If done intelligently and strategically, everyone will benefit from cross-licensing technology patents – the companies themselves, the industry and consumers. However, it is necessary for cartel authorities, antitrust authorities and other patent litigation regulators to monitor broader and broader cross-licensing agreements to ensure continued healthy competition. If you think your Dallas/Fort Worth business could benefit from a cross-licensing agreement, we`d like to help you explore your options. Call Gagnon`s lawyers, Peacock-Vereeke, P.C., at (214) 824-1414 to speak to a qualified lawyer who can give you the advice and support you need today. At Gagnon, Peacock-Vereeke, P.C., our intellectual property lawyers have years of experience protecting the intellectual property rights and interests of individuals and businesses in the Dallas/Fort Worth area. Our legal team can help you enter into a cross-licensing agreement or any other type of intellectual property agreement. The cost of licensing a cross-licensed intellectual property is unaffordable for most start-ups. Antitrust authorities are not interested in cross-licensing portfolios that contain provisions that could lead to competition-related agreements, such as market allocation or pricing. Patent pools are also subject to extensive scrutiny to ensure that they do not unfairly compromise competition or reduce incentives for innovation. A cross-licensing agreement is a contract between two or more companies or parties in which each party confers on other parties the power to own its intellectual property.
Cross-licensing contracts create a number of important advantages: for these reasons, it is generally considered unwise for a company to contract its critical and critical technology patents in cross-licensing agreements. It is also possible to introduce clauses limiting direct competition between the two cross-licensing partners. For example, in the Microsoft-Apple agreement mentioned above, there are anti-cloning provisions to protect against literal copying of products. Most of the time, this type of agreement is reached between two parties to resolve infringement disputes in each case. As a result, each party continues its freedom to market the product through a cross-licensing agreement. Parties entering into cross-licensing agreements must be careful not to violate cartel and abuse of dominance laws and regulations. This can easily become a complex subject that includes (for the European Union) art. 101 and 102 of the Treaty on the Functioning of the European Union (TFUE), formerly art. 81 and 82 of the EC Treaty (abuse of dominant position, etc.), as well as guidelines on licences, agreements, etc.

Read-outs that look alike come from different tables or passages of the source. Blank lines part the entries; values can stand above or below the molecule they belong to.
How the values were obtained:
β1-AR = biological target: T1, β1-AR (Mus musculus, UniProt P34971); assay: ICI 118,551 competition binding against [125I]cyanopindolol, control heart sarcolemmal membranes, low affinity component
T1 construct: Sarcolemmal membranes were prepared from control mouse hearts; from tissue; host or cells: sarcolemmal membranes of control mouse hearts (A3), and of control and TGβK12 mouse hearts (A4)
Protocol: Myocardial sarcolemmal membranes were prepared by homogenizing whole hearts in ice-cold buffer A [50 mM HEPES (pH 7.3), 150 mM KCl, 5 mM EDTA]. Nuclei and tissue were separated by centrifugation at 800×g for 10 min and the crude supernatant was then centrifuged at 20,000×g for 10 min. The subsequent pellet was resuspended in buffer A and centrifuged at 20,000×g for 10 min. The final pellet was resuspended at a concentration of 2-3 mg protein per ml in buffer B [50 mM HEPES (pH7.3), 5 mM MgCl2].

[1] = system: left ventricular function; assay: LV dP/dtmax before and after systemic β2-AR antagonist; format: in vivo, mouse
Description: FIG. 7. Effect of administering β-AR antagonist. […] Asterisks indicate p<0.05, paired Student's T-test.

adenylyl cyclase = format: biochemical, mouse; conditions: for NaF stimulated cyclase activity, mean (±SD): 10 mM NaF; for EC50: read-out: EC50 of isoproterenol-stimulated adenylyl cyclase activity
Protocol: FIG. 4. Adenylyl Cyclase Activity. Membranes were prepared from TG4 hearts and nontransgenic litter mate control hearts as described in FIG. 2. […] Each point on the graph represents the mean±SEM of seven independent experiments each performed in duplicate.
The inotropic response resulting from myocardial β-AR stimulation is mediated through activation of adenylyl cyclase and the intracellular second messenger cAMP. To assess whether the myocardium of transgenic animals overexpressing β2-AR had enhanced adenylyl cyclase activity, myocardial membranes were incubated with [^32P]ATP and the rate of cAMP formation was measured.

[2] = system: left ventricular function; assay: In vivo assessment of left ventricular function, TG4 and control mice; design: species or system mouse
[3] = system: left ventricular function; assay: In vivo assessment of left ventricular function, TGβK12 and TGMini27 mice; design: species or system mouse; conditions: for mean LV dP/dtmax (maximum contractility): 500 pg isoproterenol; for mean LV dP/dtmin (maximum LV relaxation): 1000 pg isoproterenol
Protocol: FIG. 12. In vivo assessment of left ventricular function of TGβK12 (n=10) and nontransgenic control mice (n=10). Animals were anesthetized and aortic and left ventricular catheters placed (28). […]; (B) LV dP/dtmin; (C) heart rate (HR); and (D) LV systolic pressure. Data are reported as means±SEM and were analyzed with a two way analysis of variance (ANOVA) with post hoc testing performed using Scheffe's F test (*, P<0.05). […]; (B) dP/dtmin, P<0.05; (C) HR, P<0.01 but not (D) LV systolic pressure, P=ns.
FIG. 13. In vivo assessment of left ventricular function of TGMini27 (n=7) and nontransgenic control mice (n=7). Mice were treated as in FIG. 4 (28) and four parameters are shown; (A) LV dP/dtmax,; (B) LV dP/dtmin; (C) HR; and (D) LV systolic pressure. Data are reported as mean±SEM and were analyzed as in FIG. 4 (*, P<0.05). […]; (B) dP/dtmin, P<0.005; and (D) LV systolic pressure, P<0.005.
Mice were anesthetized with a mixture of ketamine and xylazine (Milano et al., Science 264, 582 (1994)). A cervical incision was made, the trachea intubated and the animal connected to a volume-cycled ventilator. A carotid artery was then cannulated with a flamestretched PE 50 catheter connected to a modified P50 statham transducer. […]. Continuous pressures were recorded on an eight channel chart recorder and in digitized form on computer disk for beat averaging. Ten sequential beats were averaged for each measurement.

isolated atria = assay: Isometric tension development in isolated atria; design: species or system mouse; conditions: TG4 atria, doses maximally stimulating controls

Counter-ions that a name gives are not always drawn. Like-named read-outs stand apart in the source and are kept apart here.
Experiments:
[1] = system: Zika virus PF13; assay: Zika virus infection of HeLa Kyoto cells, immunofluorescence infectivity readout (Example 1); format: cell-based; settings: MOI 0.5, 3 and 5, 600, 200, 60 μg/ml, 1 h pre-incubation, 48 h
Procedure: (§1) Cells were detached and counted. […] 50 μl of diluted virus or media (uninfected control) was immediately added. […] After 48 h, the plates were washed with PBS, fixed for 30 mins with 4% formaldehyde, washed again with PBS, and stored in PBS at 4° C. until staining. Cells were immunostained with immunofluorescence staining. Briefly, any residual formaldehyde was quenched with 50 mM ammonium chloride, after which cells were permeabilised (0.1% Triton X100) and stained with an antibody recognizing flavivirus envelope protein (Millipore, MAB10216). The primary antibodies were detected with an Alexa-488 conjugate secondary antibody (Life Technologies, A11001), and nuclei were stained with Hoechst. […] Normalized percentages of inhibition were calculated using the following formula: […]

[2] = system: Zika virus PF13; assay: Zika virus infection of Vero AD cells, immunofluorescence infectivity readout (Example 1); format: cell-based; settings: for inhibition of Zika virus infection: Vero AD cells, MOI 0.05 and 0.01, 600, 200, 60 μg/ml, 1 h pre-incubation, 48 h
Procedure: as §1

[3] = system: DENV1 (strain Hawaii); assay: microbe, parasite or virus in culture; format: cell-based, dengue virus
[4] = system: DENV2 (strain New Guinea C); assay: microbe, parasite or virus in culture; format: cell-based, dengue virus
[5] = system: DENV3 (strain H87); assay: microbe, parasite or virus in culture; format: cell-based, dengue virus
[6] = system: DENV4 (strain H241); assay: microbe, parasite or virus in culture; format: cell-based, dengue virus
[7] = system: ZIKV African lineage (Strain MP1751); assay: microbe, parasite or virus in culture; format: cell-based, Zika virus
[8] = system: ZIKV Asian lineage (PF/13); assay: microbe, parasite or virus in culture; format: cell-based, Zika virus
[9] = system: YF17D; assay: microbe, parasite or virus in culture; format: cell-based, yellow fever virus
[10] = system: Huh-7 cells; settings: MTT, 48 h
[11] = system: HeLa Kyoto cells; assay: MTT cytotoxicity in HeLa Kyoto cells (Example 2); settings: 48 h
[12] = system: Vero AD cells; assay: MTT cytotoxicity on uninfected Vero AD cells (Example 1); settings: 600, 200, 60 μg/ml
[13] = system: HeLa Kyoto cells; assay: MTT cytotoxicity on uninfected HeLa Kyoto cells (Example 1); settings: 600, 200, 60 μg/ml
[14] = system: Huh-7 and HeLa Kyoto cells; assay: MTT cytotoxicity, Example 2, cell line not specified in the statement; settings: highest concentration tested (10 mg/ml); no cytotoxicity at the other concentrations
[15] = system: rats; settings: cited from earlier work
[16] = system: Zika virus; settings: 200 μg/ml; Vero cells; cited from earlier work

Economic literature has shown that capital-intensive companies are more likely to enter into a cross-licensing agreement.  So, with all these cross-licensing benefits, what can be bad? Here are some of the drawbacks that companies that should consider granting ip-cross licenses: According to a study by the Boston University School of Law, in 2011 patent litigation by the so-called patent role U.S. software and hardware companies cost an incredible $29 billion.